Tuesday, June 25, 2024

Cancer Care in the Elderly: Challenges and Barriers

Cancer Care in the Elderly: Challenges and Barriers

Ageing entails a greater need to care for aspects related to primary ageing (physical changes due to ageing) and to secondary ageing (ailments with risks increase in old age). Cancer risk increases exponentially with age. About 60% of cancers occur in people 65 years of age or older. Therefore, cancer is a disease of the old age. Cancer is a complex disease that must be analysed from several points of view, and special aspects need to be emphasised for the elderly.

Older people have cancer-related experiences in the past era when little information about cancer was available. Their personal and family experiences are of fear and concealment, and they relate terminal phases to being painful and full of suffering. People often retain these emotional memories and reject any new information regarding a newer understanding of cancer treatment. Persuading the elderly who experience physical problems to immediately consult a doctor is difficult. Older people often do not recogniee the usefulness of early detection or initiate healthy behaviour because they consider that their age is no longer worthwhile. In my personal practice, I notice that older people do not have proactive attitudes and often do not see the need to change lifestyles or to visit the doctor before certain changes or discomforts.

Older people came from a time when diagnosis details are not completely disclosed. For instance, doctors in the past did not explain to patients their actual condition and fatal prognosis. Although these approaches are changing, a tendency of not disclosing the diagnosis to the elderly may still be experienced. The families, especially in India, have a protectionist attitude. This attitude, which is to a good end, sometimes implies an obstacle in communication.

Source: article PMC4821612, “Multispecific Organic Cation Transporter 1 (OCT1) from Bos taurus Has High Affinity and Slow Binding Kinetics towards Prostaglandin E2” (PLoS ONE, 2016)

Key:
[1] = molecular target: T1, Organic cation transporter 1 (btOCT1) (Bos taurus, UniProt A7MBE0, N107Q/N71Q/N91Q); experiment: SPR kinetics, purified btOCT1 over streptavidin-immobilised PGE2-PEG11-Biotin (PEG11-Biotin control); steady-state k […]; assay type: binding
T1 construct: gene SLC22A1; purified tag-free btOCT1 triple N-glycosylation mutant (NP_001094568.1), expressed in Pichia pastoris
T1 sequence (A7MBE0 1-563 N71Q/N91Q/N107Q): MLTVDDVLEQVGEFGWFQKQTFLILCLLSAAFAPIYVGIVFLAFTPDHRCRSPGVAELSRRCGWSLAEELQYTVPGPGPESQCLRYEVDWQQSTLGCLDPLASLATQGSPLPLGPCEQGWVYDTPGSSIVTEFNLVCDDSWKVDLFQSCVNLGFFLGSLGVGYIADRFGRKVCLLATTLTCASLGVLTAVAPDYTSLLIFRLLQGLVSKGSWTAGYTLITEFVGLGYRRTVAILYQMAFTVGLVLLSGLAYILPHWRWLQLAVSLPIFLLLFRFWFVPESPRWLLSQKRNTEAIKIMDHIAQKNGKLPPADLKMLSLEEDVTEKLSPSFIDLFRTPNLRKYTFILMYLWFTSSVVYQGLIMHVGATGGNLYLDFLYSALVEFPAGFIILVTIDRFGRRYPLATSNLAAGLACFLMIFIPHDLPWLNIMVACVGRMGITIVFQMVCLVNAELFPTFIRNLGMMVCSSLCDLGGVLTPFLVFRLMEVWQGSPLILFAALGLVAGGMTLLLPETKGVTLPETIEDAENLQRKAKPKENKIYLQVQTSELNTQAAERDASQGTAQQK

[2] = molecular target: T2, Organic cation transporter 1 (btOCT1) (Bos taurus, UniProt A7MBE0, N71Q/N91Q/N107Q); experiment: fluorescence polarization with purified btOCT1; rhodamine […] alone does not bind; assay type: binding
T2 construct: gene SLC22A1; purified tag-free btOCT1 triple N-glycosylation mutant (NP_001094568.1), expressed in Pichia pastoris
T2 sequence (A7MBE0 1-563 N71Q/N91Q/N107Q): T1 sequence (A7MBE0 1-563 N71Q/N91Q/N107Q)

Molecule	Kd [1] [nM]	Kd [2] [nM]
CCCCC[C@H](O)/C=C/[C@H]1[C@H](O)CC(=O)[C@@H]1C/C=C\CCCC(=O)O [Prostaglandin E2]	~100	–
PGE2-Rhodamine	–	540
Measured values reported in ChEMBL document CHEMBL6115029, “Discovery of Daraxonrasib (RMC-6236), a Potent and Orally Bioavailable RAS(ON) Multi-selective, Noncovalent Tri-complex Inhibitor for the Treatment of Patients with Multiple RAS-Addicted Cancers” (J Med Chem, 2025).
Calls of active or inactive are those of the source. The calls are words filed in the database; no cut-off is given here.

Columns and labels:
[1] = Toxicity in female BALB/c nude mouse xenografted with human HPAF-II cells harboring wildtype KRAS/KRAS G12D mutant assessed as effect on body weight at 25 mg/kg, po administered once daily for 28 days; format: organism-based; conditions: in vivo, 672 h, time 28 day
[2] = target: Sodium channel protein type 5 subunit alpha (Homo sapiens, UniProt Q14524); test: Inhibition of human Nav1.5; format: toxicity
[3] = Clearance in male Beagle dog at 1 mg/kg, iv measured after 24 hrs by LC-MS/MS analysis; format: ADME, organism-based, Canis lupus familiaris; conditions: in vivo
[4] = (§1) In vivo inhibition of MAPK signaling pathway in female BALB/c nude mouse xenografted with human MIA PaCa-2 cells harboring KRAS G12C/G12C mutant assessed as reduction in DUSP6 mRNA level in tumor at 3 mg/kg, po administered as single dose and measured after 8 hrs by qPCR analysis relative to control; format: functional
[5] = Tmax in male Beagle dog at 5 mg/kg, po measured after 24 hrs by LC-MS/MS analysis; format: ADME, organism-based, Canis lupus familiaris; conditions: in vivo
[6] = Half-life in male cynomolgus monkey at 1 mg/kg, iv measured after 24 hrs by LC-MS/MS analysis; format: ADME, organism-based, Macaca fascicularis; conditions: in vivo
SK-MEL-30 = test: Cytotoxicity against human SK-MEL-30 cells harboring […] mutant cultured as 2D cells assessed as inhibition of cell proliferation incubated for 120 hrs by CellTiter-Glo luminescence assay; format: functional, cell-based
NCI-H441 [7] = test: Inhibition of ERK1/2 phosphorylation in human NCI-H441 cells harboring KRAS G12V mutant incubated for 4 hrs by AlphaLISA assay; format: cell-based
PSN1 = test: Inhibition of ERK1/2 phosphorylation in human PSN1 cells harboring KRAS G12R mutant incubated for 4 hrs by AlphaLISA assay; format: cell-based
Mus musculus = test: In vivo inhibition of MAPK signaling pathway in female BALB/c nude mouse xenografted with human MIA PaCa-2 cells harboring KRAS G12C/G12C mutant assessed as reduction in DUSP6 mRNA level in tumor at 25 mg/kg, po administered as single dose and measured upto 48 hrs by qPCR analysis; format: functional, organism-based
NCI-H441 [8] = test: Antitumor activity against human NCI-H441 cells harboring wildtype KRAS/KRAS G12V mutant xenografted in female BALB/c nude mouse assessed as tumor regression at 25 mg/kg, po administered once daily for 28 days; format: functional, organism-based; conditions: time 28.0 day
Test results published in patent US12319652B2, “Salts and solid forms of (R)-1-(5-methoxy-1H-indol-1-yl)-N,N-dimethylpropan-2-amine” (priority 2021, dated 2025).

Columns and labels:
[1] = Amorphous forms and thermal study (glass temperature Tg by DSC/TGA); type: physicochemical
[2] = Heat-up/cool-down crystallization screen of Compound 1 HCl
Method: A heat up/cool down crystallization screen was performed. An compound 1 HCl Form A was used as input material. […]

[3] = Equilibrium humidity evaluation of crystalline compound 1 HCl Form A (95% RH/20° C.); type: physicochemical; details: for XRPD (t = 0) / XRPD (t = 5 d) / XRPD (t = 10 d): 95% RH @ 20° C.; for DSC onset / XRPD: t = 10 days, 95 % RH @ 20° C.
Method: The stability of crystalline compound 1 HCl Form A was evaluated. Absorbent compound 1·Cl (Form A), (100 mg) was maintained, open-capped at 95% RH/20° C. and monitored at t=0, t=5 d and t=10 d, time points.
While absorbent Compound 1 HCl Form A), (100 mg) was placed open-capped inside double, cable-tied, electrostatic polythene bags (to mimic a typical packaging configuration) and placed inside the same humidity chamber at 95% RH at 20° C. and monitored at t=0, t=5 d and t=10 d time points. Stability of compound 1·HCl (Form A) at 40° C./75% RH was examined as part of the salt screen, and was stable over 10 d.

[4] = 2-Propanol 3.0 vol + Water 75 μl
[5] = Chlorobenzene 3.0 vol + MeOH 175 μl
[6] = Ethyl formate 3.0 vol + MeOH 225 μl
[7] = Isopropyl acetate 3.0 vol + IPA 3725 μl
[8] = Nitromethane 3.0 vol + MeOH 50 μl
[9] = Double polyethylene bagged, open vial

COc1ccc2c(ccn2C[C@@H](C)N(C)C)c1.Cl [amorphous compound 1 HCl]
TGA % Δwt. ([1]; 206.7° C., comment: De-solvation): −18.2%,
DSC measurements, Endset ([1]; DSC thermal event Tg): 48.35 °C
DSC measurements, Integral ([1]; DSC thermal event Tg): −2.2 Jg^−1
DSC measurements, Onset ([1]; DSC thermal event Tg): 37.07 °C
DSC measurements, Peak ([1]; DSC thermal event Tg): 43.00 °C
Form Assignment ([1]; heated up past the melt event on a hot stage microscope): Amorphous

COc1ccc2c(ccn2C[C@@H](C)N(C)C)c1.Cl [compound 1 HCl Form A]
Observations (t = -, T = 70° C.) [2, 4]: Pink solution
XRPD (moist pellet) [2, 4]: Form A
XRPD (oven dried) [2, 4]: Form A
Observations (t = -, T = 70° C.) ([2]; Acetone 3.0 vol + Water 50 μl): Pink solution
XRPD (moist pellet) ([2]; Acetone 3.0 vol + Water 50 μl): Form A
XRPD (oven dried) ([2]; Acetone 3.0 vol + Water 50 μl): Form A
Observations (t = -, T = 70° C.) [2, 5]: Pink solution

Anticancer treatments are sometimes devastating. It is seen that the elderly often do not consider treatment necessary because certain therapies may seriously affect their quality of life, and many consider at their age any therapy is not anymore worthwhile. A large percentage of the elderly affirm that the treatment for cancer is worse than the disease itself, and thus preferred not to receive any treatment in case of developing cancer. Majority of elderly fear chemotherapy. A substantial number believe that radiotherapy is dangerous while yet another group fears surgery. These attitudes can restrain older persons to have an early diagnosis because of fear of the consequences of treatments. Doctors need to realise the ibid issue and also that older people have other physical conditions that sometimes make them more fragile or complex. Hence utmost care is needed to design a treatment schedule which suits individual patient, rather than prescribe same treatment to all.

The most frequent psychological reactions to cancer are anxiety and depression. Age is inversely related to anxiety level while directly related to the degree of depression. Regarding anxiety, advanced age possibly leads to less extreme reactions to stimuli that lead to nervousness, surprise, discomfort, or tension. Elderly seem to accept cancer diagnosis much more calmly than young and the end of life consideration yields lower anxiety levels than in younger cancer patients.

Religious coping is a special coping mechanism common among the elderly with cancer. Patients with this coping mechanism attribute the cause and the course of their disease to religious aspects (usually expressed with phrases like “what God wants” or “I put myself in the hands of God”).

In conclusion, it is imperative that, through public education, the elderly should learn about the right attitude and knowledge to combat cancer. And it is necessary that the healthcare provider be sensitive to the developmental idiosyncrasy of elderly patients with cancer when dealing with one such patient.

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